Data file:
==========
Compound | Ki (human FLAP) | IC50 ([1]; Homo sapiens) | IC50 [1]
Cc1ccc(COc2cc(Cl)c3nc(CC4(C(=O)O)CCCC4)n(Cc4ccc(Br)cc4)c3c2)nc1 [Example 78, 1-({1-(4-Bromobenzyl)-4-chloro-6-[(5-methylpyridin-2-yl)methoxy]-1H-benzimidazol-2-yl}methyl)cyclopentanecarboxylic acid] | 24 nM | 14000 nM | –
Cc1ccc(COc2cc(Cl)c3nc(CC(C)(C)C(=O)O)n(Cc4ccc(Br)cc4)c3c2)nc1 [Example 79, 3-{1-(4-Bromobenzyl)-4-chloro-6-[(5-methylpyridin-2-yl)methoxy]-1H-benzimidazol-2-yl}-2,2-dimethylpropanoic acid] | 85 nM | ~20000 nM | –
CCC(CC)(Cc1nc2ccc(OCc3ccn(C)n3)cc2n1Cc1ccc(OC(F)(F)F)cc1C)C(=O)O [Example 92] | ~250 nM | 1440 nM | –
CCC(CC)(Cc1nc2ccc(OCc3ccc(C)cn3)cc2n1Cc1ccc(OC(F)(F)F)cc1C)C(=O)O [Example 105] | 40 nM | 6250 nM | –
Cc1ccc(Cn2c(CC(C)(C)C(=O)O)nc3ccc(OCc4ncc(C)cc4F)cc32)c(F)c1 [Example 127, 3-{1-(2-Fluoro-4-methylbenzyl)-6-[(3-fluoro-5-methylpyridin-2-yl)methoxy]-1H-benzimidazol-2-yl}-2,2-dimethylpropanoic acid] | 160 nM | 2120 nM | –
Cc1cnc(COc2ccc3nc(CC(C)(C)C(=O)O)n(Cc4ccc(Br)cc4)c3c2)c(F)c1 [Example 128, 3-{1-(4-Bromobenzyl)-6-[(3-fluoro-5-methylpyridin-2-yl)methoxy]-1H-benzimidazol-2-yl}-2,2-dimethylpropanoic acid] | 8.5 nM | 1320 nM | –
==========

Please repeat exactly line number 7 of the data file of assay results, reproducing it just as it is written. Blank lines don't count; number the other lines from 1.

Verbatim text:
Cc1cnc(COc2ccc3nc(CC(C)(C)C(=O)O)n(Cc4ccc(Br)cc4)c3c2)c(F)c1 [Example 128, 3-{1-(4-Bromobenzyl)-6-[(3-fluoro-5-methylpyridin-2-yl)methoxy]-1H-benzimidazol-2-yl}-2,2-dimethylpropanoic acid] | 8.5 nM | 1320 nM | –